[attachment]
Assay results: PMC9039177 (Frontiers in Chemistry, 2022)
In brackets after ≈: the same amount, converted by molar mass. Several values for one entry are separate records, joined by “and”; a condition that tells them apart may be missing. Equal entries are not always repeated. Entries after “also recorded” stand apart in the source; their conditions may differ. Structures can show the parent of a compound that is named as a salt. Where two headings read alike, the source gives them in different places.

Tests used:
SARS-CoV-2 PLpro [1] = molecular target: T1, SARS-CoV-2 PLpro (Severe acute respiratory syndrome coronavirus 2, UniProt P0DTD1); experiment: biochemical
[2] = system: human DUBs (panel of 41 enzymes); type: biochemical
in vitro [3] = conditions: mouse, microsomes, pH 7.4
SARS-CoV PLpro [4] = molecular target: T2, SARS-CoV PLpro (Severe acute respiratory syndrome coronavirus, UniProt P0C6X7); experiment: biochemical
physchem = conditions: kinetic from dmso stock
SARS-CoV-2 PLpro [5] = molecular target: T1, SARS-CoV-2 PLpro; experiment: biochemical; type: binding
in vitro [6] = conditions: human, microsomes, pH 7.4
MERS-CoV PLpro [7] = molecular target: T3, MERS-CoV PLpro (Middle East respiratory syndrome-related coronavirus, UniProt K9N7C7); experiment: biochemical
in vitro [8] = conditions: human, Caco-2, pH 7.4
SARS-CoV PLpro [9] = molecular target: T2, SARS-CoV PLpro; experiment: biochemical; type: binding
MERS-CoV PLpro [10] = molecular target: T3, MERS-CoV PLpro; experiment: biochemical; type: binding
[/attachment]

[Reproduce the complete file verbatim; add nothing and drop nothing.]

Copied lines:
Assay results: PMC9039177 (Frontiers in Chemistry, 2022)
In brackets after ≈: the same amount, converted by molar mass. Several values for one entry are separate records, joined by “and”; a condition that tells them apart may be missing. Equal entries are not always repeated. Entries after “also recorded” stand apart in the source; their conditions may differ. Structures can show the parent of a compound that is named as a salt. Where two headings read alike, the source gives them in different places.

Tests used:
SARS-CoV-2 PLpro [1] = molecular target: T1, SARS-CoV-2 PLpro (Severe acute respiratory syndrome coronavirus 2, UniProt P0DTD1); experiment: biochemical
[2] = system: human DUBs (panel of 41 enzymes); type: biochemical
in vitro [3] = conditions: mouse, microsomes, pH 7.4
SARS-CoV PLpro [4] = molecular target: T2, SARS-CoV PLpro (Severe acute respiratory syndrome coronavirus, UniProt P0C6X7); experiment: biochemical
physchem = conditions: kinetic from dmso stock
SARS-CoV-2 PLpro [5] = molecular target: T1, SARS-CoV-2 PLpro; experiment: biochemical; type: binding
in vitro [6] = conditions: human, microsomes, pH 7.4
MERS-CoV PLpro [7] = molecular target: T3, MERS-CoV PLpro (Middle East respiratory syndrome-related coronavirus, UniProt K9N7C7); experiment: biochemical
in vitro [8] = conditions: human, Caco-2, pH 7.4
SARS-CoV PLpro [9] = molecular target: T2, SARS-CoV PLpro; experiment: biochemical; type: binding
MERS-CoV PLpro [10] = molecular target: T3, MERS-CoV PLpro; experiment: biochemical; type: binding